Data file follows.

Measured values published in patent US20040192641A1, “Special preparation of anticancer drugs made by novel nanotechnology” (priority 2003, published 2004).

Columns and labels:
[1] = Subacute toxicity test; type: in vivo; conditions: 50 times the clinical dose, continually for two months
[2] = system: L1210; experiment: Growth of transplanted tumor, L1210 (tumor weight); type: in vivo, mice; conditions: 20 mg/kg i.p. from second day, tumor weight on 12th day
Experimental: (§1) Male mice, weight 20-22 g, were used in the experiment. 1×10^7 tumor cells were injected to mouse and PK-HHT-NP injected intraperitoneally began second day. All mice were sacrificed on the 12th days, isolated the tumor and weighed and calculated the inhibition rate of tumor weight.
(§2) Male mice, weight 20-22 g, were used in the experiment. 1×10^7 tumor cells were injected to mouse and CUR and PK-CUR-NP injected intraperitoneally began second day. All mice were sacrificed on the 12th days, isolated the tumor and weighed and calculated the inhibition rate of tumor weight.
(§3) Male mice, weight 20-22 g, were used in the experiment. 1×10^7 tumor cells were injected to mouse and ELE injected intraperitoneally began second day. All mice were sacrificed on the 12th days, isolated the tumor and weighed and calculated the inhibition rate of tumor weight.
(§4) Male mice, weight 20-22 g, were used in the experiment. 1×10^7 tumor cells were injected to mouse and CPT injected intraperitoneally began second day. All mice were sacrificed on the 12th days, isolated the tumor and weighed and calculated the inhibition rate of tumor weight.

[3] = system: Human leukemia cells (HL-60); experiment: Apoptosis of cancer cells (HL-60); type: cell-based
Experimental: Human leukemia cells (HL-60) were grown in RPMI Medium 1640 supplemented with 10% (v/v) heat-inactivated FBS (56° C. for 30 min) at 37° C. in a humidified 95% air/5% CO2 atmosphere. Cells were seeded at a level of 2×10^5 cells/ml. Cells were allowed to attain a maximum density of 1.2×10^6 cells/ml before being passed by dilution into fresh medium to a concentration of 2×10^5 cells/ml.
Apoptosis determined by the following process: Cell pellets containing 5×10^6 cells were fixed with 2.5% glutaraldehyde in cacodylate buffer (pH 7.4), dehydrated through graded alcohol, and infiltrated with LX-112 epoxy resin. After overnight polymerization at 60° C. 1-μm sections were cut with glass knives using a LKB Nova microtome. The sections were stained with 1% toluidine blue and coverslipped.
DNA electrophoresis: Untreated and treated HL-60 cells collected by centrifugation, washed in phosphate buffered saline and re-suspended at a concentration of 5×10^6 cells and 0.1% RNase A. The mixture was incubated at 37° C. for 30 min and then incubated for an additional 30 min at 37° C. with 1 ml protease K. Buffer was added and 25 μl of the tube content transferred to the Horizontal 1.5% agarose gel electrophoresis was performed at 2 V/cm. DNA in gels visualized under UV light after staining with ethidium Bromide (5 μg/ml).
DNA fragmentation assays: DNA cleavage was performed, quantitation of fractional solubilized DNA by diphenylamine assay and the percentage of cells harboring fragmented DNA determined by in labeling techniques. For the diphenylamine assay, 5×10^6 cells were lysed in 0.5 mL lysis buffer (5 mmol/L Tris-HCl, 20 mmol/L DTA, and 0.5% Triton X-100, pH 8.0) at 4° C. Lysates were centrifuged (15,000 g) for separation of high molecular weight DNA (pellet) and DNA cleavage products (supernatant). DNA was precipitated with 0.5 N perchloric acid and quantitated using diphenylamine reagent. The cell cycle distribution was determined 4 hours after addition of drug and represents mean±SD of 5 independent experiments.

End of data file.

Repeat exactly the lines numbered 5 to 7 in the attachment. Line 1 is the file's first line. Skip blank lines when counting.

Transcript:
Experimental: (§1) Male mice, weight 20-22 g, were used in the experiment. 1×10^7 tumor cells were injected to mouse and PK-HHT-NP injected intraperitoneally began second day. All mice were sacrificed on the 12th days, isolated the tumor and weighed and calculated the inhibition rate of tumor weight.
(§2) Male mice, weight 20-22 g, were used in the experiment. 1×10^7 tumor cells were injected to mouse and CUR and PK-CUR-NP injected intraperitoneally began second day. All mice were sacrificed on the 12th days, isolated the tumor and weighed and calculated the inhibition rate of tumor weight.
(§3) Male mice, weight 20-22 g, were used in the experiment. 1×10^7 tumor cells were injected to mouse and ELE injected intraperitoneally began second day. All mice were sacrificed on the 12th days, isolated the tumor and weighed and calculated the inhibition rate of tumor weight.